Trust Dan Fumano in his Vancouver Sun article to wade right into the ongoing NIMBY and YIMBY discussions which in many ways mirror what we all think is happening on the west side of the City of Vancouver. In his article (and you should read the comments on-line) a group of older articulate residents express their displeasure with the potential for a new five storey building on the site of the old St. Marks Church at Second and Larch in deepest darkest Kitsilano.
This application for 1805 Larch Street is for a 66 foot tall five storey building that will have 63 secured rental units which will be built under the City of Vancouver’s Moderate Income Rental Housing Pilot Program (MIRHPP). What this means is that 20 percent of the building will be for “moderate income” renters, those earning between $30,000 and $80,000 annually. In total the building will have 19 studios, 16 one-bedrooms, 20 two-bedrooms, and eight three-bedroom apartments, with underground parking and a rooftop patio.
In the rezoning application for the three lot site, Metric Architecture describes the church as disused for ecclesiastical services, but notes that its location and site lends itself for moderate income family accommodation.
“The site and its use, coupled with position and mature landscape afford us a unique opportunity to allow a greater density for the benefit of moderate income families under this limited pilot policy…We have designed a sensitive contextual residential building and believe there will be very little disturbance for neighbours compared to some of the large events that the current St Marks, and all parking will be within the building curtilage. The landscaping is key, and most of it will remain to continue the mature boulevard of trees that are the character of the area providing backdrop and privacy.”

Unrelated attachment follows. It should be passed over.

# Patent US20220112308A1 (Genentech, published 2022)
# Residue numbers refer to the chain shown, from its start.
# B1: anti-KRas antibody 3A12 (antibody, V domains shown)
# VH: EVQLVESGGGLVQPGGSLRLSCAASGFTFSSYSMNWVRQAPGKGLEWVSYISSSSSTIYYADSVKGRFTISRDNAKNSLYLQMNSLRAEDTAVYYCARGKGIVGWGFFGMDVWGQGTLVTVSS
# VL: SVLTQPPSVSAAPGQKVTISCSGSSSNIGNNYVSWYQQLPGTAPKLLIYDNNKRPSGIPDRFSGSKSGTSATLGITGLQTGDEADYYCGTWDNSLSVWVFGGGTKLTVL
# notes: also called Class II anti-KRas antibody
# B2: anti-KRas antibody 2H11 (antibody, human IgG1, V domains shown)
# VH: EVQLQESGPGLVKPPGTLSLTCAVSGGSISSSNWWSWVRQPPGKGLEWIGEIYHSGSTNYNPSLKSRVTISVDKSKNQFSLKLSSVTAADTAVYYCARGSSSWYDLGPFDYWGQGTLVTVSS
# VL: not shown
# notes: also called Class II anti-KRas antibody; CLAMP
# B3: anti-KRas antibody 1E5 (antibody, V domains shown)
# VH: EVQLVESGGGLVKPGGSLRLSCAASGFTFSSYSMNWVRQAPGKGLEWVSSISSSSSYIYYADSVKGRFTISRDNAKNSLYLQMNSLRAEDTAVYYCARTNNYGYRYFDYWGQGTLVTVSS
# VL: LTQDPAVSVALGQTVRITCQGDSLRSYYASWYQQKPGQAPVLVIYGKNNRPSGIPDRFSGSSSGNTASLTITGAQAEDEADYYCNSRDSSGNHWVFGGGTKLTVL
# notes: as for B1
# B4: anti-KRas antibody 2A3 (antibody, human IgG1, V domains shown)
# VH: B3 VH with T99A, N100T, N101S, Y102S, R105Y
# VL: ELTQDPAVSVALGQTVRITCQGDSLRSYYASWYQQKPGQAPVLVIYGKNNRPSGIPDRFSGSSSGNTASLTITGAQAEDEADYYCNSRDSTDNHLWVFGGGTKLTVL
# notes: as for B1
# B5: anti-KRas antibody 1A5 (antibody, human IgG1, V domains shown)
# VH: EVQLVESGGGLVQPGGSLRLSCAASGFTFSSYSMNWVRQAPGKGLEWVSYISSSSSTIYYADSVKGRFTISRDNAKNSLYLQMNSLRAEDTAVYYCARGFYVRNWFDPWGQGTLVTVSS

But no even though this site is abutting the cherished RM-4 area of wonderful older rental apartments that have good access to the beach, some older homeowners brought out a surprising litany of reasons why this application was out-of-place. And it is what you usually hear at any rezoning hearing~its too big, there will be more cars, it’s ugly, it is not in neighbourhood character, and basement suites are already available in character homes already in the area.
And this is where I think we are talking about the proposed work in the wrong way. I spoke yesterday to a recruiter for a national health company that could not find licensed practical nurses to work in a Kitsilano location. Instead this recruiter had to substantially increase salary levels, and those qualified individuals will be commuting daily from Surrey to Vancouver. Look at almost any retail block in the Kits area and you will see signs in windows advertising for staff. Talk to any person in business in Kitsilano and they are having difficulty finding qualified individuals to work, as those workers cannot find accommodation to live in the area.
There will also be a need for workers to provide health services to an aging west side population, and that is inclusive of these outspoken residents. Without the diversity of housing type and form, services desperately needed by an aging population will be unavailable. We need more housing in Kitsilano, and the reasons why need to be more fully discussed with residents.
Change is hard~but I would argue that change is the one dynamic that remains the same through life.Adding housing forms that allow for a range of residents will add to the liveliness of the neighbourhood, as well as its future wellbeing. As planners we need to talk more about mutual interests in developing cohesive communities,and directly address positional postures.
You can take a look at Dan Fumano’s YouTube video below which outlines some of the concerns of these older Kitsilano homeowners.